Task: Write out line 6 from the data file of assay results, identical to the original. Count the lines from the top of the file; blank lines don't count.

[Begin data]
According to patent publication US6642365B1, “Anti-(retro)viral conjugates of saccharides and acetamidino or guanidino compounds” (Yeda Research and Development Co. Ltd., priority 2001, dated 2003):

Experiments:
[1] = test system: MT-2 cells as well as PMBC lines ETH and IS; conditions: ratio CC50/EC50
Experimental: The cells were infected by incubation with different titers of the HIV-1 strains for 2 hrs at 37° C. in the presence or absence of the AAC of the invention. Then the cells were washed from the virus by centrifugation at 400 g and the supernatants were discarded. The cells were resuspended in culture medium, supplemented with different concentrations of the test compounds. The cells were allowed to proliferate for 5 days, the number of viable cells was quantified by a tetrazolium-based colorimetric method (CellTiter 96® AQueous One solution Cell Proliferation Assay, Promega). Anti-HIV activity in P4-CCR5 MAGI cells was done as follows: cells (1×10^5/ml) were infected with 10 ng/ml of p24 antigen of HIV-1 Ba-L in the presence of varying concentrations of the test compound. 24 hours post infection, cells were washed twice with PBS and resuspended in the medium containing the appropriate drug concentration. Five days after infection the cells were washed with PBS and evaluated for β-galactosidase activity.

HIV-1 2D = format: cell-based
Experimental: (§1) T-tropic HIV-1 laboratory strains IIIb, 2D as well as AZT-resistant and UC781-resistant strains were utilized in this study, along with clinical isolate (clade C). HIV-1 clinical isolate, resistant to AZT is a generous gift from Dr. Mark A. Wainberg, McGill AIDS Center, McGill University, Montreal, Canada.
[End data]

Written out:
Experimental: (§1) T-tropic HIV-1 laboratory strains IIIb, 2D as well as AZT-resistant and UC781-resistant strains were utilized in this study, along with clinical isolate (clade C). HIV-1 clinical isolate, resistant to AZT is a generous gift from Dr. Mark A. Wainberg, McGill AIDS Center, McGill University, Montreal, Canada.